14ymedio, Juan Diego Rodríguez, Havana, 30 November 2023 — A flap of concrete and steel makes it difficult to exit through the door of the tenement located at 512 San Lázaro Street between Lealtad and Perseverancia, in Centro Habana. This Wednesday what everyone had been fearing for years happened: part of the upper balcony collapsed, leaving a trail of rubble and increasing the fear in which several families in the apartment building live. On a block where just remaining standing is an every day challenge for the buildings, residents know that the scene could be repeated in the surrounding homes.
The apathy, the salt air and the lack of resources of its residents have made this avenue, which connects Old Havana with the very steps of the University of Havana, an example of the already insurmountable architecture of the Cuban capital. Oblivious to the ongoing restoration of the historic center and somewhat far from the more modern neighborhood of El Vedado, the buildings on this artery that runs parallel to the sea are, clearly, unrecoverable.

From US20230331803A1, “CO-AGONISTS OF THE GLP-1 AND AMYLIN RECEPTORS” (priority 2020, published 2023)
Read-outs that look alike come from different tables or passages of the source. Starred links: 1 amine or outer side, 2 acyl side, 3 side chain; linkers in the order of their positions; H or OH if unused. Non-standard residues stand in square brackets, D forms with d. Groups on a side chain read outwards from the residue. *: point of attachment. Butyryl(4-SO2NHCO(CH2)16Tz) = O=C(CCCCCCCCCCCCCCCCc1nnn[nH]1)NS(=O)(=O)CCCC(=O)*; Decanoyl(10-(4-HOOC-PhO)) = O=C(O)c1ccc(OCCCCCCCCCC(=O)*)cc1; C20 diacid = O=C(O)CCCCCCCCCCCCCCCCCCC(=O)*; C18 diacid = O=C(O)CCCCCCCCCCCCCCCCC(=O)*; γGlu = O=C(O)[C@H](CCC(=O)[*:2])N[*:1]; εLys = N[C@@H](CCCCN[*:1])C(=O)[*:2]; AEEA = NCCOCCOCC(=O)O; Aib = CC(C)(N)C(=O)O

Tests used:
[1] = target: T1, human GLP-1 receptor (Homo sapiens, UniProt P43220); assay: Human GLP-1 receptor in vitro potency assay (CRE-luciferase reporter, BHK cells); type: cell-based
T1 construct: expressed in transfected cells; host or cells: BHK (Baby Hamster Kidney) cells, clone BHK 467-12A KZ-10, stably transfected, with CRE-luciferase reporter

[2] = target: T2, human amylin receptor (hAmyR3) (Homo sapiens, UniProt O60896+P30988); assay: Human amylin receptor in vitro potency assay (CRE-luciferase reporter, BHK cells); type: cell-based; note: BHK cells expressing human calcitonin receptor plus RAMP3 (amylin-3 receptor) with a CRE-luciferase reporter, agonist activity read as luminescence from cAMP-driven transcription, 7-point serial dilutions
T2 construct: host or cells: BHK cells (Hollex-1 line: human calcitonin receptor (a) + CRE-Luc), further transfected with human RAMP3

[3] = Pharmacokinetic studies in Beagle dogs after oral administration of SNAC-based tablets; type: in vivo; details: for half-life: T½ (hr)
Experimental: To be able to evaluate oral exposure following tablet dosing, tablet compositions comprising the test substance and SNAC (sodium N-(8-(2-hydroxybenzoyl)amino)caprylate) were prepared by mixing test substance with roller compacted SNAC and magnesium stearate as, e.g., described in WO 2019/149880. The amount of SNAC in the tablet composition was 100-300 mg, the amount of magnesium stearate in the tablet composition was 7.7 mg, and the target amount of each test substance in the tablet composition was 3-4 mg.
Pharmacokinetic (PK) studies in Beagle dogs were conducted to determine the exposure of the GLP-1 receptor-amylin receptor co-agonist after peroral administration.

“What we need here is a Caterpillar,” said a neighbor close to the collapse this Thursday. The man, over 70, considered that there are no “band-aids or warm cloths, this whole neighborhood has to be redone.” His reference to American heavy machinery is mainly due to “the steamroller that is needed to tear all this down,” a clear allusion to the re-foundation of San Leopoldo, the popular name of the area.
One balcony more or less seems like a small thing on a street on which only ruins remain, but this Wednesday’s collapse deeply marks the lives of the inhabitants of 512 San Lázaro
Although most of those who live in the neighborhood do not remember the pious saint who preferred to live as a poor person instead of enjoying his family wealth, it is enough to walk the streets that go from Belascoaín to Lealtad, crossing diagonally from San Lázaro to the nearby San Miguel, to realize that the residents of that grid have not chosen the misery that surrounds them, the unpainted walls, the long lines in the markets or, much less, the mountains of waste that cover every corner.
One balcony more or less seems like a small thing on a street on which only ruins remain, but this Wednesday’s collapse deeply marks the lives of the inhabitants of 512 San Lázaro. Probably, none of the residents of that lot will be able to sell their home to pay for emigration, or to exchange it for a better neighborhood even if it means paying money, let alone take a photo in front of the façade of their building or invite – with pride – some friends to a festive evening. Like so many homes around here, this one has been marked by ruin.
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